Andrew: Absolutely. Then, if you do actually go to multiple mics, then you'll potentially need a mixer, or sorry, you will need a mixer. So there's different cabling and stuff. Not too hard to figure out once you've got the mixer, because obviously you just match that hole with that hole on the mixer. And one of those great mixers is a Yamaha.
Chris: Yeah, they're cheap.
Andrew: Yeah, they're pretty cheap. We've actually got a ... What do we got? A Zoom H-6, which is six channels, it allows up to six channels, but it's just a little bit more investment. So close to, I think, $700.
Chris: Well, the good thing about those is they're super portable. The idea of that is to be able to podcast anywhere and do live video and all that sort of stuff we do. Then the next step is if you want to go video, you're obviously gonna need a camera. So you start with the Sony Handycams, they're like 500 bucks each to 4K, they're great.
Chris: Next one up is you got the Sony NX. I'll probably stick with Sony for this sort of stuff, but you got the Sony NX range, which is what we're using right now, but that's a bit of a jump up.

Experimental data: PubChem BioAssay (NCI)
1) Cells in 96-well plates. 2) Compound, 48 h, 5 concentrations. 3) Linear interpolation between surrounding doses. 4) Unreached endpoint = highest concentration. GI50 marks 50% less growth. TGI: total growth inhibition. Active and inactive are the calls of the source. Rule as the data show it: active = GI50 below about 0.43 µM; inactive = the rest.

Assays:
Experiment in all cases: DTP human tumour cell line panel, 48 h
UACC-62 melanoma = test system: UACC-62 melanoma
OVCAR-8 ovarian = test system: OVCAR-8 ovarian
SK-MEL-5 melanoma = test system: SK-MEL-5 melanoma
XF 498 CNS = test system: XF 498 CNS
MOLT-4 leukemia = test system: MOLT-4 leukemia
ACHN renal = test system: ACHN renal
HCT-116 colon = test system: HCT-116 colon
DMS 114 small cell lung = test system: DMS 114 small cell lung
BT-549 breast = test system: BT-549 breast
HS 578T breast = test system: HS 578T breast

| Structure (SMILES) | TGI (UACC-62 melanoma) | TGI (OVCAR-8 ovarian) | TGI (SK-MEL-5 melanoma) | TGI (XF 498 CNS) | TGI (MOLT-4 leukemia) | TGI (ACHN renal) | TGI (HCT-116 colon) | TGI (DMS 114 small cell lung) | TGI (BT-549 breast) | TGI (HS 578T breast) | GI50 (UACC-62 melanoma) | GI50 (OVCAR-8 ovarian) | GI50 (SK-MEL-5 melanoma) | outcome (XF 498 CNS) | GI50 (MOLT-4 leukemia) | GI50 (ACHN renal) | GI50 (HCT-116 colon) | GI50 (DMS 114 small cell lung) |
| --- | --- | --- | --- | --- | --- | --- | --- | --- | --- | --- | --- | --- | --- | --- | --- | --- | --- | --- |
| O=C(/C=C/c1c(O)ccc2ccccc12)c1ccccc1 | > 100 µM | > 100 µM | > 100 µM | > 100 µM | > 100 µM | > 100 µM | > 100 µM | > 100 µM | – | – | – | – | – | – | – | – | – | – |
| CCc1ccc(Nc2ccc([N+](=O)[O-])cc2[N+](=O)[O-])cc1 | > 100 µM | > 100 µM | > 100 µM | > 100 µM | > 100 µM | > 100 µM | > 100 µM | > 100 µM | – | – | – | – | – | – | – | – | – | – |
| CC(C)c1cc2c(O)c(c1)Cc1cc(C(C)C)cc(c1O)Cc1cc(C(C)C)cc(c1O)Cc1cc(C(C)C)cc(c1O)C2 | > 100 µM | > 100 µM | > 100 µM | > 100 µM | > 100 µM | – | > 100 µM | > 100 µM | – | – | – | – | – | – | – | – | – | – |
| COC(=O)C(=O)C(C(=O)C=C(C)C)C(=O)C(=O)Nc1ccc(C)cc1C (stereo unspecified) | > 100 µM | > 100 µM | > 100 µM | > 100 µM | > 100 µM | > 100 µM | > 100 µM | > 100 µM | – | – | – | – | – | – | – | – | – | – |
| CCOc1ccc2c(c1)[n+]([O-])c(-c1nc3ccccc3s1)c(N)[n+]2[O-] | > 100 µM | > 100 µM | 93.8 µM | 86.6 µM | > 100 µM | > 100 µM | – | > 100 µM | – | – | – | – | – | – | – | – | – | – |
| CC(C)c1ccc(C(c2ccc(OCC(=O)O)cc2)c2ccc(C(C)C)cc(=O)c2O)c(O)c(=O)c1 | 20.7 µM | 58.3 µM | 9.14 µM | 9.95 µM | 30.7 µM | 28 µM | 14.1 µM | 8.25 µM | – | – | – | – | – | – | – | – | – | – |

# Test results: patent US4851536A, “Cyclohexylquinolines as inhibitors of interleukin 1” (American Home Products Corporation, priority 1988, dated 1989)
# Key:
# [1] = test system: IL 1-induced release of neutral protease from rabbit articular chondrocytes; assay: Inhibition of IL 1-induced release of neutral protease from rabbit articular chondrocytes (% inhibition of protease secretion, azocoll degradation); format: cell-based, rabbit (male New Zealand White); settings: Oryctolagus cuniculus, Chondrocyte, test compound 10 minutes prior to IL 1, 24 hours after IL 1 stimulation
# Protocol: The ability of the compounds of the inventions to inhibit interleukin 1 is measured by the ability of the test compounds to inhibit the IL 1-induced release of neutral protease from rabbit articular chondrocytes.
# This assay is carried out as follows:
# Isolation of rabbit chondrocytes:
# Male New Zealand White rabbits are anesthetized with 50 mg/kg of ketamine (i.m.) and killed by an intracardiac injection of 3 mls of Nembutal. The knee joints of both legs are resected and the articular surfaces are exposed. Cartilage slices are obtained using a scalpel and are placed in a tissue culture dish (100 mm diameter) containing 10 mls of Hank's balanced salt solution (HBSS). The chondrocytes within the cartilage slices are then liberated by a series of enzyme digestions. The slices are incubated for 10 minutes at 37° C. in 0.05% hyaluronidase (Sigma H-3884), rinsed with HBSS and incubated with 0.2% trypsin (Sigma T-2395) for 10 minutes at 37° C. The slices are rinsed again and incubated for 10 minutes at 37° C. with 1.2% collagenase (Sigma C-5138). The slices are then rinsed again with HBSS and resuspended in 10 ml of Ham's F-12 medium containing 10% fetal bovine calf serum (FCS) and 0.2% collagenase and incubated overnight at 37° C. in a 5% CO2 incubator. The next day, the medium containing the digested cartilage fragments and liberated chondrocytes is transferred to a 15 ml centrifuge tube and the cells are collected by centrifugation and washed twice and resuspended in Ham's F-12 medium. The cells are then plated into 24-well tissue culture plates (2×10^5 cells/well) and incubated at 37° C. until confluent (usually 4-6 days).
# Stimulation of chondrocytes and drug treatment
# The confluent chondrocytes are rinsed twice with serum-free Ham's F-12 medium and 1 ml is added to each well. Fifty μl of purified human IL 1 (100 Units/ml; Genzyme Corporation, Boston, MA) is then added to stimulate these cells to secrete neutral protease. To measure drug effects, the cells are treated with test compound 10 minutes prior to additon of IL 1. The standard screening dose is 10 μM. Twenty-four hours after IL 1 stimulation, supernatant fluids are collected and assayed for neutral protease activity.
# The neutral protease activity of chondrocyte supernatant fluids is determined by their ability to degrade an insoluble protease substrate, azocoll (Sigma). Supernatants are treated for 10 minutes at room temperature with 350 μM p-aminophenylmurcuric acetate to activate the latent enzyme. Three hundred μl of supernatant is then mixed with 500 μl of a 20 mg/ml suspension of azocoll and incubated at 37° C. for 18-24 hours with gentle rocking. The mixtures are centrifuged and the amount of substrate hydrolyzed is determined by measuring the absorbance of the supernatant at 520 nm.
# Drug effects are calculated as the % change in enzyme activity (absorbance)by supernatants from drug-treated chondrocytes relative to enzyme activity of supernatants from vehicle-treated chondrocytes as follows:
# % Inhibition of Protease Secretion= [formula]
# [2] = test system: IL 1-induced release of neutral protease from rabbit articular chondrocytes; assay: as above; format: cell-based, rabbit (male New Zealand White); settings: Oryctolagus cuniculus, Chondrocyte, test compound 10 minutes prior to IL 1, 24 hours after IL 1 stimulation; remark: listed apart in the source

If you're gonna go with video, you also need lighting. Stick with LED lighting. It's cheap, super bright. It's what we use here. And then you got boom arms as well, which is, they're just handy to have. It's really good because you can manoeuvre around and things like that.
Andrew: They're Rode boom arms as well. They either clamp directly onto the desk or they actually give you a plugin if you want to drill a hole, you can fit them directly into the desk. There's heaps of videos on how to set up podcasting studios. Actually, Rodes got some good ones on their website. This is just meant to be, I guess, an introduction as to why we think it's good. Yeah, a little bit of kit, and get out there and have a crack I reckon.